Portsmouth City Council voted Monday night to approve legislation establishing the City’s own economic development body through the development of a community improvement corporation (CIC). The item was approved during the City Manager’s Conference and is now required to be read at three City Council meetings before it can be passed.
“It will be our SOPA (Southern Ohio Port Authority),” City Solicitor John Haas stated.
Haas and City Manager Derek Allen explained to Council that the development of a CIC is required in order to transfer land to a developer interested in developing City property – specifically interested in the purchase of the former Adelphia building on Washington Street.
The CIC has already been incorporated with the Secretary of State and thus already established. It now takes the vote of Council to enact that CIC as the City’s corporation. If Council passes legislation to enact the CIC under the City, the next step would be to establish a board and bylaws to govern the corporation. Haas explained that the rules and regulations are still being drafted; however, once developed, Council will have final say with bylaws also being approved through Council.
“There is some anticipation that there may be some private financial contributions sent to the CIC,” Allen also informed Council.
The City also plans to submit an application to participate in the Ohio Public Works Commission state capital improvement and/or local transportation improvement program(s), which both provide funding to political subdivisions for capital improvements to public infrastructures.
The City Manager added that the purpose of the development of the CIC is to get the discussed property, which has sat vacant for years, into the hands of a developer.
Allen explained that if the City were to transfer property, such as that on Washington Street, directly, it would have to declare the property as surplus and then put it out to bid. Rather, the City was already working with a developer interested in opening a store at the location. The transfer was originally going to go through SOPA; however, Allen explained that since the re-designation of SOPA by Scioto County Commissioners and the related developments to take place since, including the resignation of SOPA administration and the returning of donated funds at the request of donors, SOPA is no longer an option for the project.
In order to proceed with the project, Allen also asked the City to appropriate $75,000 for demolition and cleanup of the site.
“That wasn’t planned for us to do,” he stated. “It wasn’t in the budget. The original quote that Kester had was for $49,000 from Solid Rock ($32,000 for asbestos abatement and $17 for demolition of the front portion of the building). We’ll see if that person’s still interested or if that’s still good.”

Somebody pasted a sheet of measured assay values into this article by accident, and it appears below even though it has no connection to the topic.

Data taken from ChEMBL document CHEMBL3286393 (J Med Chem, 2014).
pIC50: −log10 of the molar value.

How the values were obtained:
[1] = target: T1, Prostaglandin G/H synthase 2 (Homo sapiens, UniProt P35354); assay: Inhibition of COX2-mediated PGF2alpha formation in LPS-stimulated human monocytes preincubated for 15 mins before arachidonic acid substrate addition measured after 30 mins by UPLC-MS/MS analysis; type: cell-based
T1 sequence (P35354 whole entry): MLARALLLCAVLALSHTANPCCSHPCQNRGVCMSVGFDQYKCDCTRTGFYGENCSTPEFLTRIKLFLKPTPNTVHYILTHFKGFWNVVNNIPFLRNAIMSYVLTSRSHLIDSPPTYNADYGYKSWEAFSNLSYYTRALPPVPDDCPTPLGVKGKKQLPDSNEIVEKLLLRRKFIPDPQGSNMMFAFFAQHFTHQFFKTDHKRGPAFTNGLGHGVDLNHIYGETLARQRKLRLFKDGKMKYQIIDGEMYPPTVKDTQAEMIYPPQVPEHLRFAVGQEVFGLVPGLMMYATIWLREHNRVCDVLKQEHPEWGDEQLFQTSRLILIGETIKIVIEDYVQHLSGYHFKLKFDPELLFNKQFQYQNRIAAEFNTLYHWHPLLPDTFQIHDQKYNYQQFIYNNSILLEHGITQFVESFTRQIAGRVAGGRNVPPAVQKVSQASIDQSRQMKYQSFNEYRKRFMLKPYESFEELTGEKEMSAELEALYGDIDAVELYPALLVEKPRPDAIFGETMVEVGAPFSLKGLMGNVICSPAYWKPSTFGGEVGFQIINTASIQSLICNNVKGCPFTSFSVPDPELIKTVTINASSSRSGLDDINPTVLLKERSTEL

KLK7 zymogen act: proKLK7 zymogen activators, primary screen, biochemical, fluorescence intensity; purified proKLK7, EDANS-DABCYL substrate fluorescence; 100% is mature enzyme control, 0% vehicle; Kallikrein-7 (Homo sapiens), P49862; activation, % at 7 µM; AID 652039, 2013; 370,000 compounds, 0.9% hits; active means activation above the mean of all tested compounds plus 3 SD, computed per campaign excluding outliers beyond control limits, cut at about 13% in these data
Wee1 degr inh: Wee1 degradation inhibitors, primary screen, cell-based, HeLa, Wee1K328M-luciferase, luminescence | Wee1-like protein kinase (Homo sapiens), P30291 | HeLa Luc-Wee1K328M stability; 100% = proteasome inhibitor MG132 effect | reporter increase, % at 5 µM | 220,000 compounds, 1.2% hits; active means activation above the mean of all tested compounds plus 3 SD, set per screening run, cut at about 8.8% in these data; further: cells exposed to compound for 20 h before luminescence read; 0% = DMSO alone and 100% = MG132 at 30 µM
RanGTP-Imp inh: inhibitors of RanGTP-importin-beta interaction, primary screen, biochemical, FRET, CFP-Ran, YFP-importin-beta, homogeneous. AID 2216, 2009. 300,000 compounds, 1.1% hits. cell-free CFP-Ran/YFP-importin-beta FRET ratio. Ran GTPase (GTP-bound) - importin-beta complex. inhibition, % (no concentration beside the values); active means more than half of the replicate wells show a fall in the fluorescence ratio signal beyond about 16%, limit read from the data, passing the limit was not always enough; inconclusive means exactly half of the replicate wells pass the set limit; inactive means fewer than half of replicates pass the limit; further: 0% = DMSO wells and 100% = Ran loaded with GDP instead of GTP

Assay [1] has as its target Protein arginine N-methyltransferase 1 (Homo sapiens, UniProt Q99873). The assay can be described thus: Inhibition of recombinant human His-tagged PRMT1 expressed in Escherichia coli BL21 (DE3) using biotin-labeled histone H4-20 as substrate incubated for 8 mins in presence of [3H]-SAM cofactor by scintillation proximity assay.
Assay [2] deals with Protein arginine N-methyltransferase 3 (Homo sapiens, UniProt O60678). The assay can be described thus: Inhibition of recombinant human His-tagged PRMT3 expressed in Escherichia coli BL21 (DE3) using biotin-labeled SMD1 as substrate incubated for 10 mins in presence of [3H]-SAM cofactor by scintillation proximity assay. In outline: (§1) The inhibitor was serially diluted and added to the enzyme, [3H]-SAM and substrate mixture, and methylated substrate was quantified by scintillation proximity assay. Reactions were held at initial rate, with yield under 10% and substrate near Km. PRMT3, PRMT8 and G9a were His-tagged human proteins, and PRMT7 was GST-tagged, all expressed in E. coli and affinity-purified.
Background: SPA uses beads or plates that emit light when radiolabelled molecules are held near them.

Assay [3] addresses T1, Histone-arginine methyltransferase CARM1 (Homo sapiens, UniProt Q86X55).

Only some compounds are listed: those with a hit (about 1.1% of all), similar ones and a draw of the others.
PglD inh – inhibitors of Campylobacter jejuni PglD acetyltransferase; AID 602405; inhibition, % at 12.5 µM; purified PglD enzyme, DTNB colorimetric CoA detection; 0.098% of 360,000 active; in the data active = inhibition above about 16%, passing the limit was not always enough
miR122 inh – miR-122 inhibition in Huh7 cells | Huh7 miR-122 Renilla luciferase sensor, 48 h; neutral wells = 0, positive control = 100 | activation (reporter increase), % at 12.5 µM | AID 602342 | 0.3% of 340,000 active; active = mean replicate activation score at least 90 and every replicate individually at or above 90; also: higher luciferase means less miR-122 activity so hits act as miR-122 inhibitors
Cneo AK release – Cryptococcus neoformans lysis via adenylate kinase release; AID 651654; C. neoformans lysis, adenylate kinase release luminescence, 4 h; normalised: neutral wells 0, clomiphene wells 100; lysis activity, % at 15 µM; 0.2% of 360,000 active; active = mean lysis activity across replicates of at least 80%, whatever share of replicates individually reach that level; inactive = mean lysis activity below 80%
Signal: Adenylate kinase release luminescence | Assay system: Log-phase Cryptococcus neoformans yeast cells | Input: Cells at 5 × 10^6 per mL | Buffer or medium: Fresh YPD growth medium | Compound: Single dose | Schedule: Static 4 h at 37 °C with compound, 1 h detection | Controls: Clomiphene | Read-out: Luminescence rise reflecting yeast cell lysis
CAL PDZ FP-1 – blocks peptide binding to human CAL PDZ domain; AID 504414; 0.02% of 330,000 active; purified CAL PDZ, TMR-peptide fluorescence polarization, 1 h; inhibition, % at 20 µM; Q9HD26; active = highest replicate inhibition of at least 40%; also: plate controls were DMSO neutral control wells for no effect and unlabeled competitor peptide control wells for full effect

Anything over $50,000 would require the City to solicit for bids. Allen explained that Solid Rock may no longer be interested in the project, in doing the project for the City or in doing to project at the same cost. Furthermore, he stated that he may be able to find another company to do the work for less. The $75,000 appropriation is to ensure costs are covered.
Allen explained that he informed the developer of the City’s timeline. To which, the developer agreed so long as cleanup and demolition is also completed within the timeline. Thus, the City is working to appropriate funds and start cleanup while also working to develop the CIC for the property transfer.
“This was all going through SOPA,” Allen explained. “SOPA was going to handle all the demo, pay for it, then get the sale proceeds (from selling the property) and give us the (remaining) money. All that went out the window, so now we have to do the demo and do the asbestos abatement. We have to to create the CIC and then transfer this property through that to get this to the developer.”
The City had provided $45,000 and a vehicle in support of SOPA’s economic development activities.
“I declined to join in on asking for money back because we got $45,0000 worth of service,” Allen stated before adding that the car, which was used by SOPA’s Economic Development Director Jason Kester, was returned after Kester’s resignation.
When asked how the car would now be purposed, Allen stated, “We might give it to an economic development director if we hire one.”
An ordinance authorizing the hiring of an economic development director at a salary of $70-75,000 annually was given a first reading by Council.
Portsmouth City Council will meet again in regular session at 6 p.m. on Monday, Oct. 23 in Council Chamber on the Second Floor of the Municipal Courthouse in Portsmouth.
Reach Nikki Blankenship at 740-353-3101 ext. 1931.